This was quite a surprisingly challenging game. You can eventually upgrade your life meter about 2/3rds of the way in through the game, but you spend most of the game with only 4 hits between you and death, and the game is pretty stingy with handing out more health. it's also pretty darn mean with checkpoints and bottomless pits (especially on the magnet boot sections). Tie that all in with how this is a 3rd person shooting game with no strafing mechanic and the fact that Ratchet is pretty slow and has a big turning circle, and you're probably gonna die quite a bit. The game is pretty merciful in that there's no extra life mechanic, but the game has a lot of sections that didn't feel totally fair, and that I had to try over and over to see the best way of not getting overwhelmed by the hordes of enemies.

Those enemy horde rooms are just one of the frequent "ugh" aspects this game has to it. A lot of later game enemies both fly, shoot guns, and take several melee hits. Ratchet also has only a couple guns that have any meaningful range to them. I spent most of the game using only a small handful of weapons since your hotbar only holds 8 tools + weapons (and you have 6 tools + those 18 weapons), and only a few weapons seemed all that meaningfully effective. Running out of ammo in the later game is a real death sentence, and it made the action get more often frustrating than tense. Then there's the aforementioned tightrope wakling magnet boot sections, the awful hoverboard races, the turret and ship-flying sections. The game has a lot of rough aspects to its design that make for a game that is just as often fun as it is annoying.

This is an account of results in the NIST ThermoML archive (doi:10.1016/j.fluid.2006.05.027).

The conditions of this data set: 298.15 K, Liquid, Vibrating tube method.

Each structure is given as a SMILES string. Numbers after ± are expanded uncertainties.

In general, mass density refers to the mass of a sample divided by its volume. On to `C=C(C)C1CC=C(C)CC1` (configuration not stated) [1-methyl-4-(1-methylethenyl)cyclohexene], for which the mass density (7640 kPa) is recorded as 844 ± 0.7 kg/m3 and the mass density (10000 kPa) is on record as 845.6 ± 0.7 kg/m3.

For presentation, the game is fairly pretty graphically for a 2002 PS2 game. It's hardly the prettiest thing in the world, but the world has a colorful, fun style to it, and it really helps bring the zany, loud characters to life with how cartoony their designs are. The music is pretty darn forgettable though, and is very much "atmospheric" more than anything else.

Verdict: Hesitantly Recommended. This is on the higher end of my hesitantly recommended list, but I really didn't feel comfortable giving this a recommended. It's not often I'm just "done" enough with a game to not even try to get the collectibles in it, but that was very much the case with this game. I'd say it's worth a shot if you can find it for cheap, but the overall product is such an "early 2000's platformer" for better and for worse that it very well might be more frustration than it's worth for a lot of people.
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Note
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Re: Games Beaten 2020

by Note Mon Aug 10, 2020 12:15 am

1. Streets of Rage 2 (GEN)
2. The Ninja Warriors (SNES) [3x]
3. TMNT IV: Turtles in Time (SNES)
4. Golden Axe (GEN) [3x]
5. Beyond Oasis (GEN)
6. Super Double Dragon (SNES)
7. Shenmue II (DC)
8. Shining Force 2 (GEN)
9. Super Mario World 2: Yoshi's Island (SNES)
10. ActRaiser (SNES)
11. OutRun (GEN)
12. X-Men 2: Clone Wars (GEN)
13. Captain Commando (SNES)
14. The Pirates of Dark Water (SNES)
15. Final Fight (SNES)
16. Gradius III (SNES)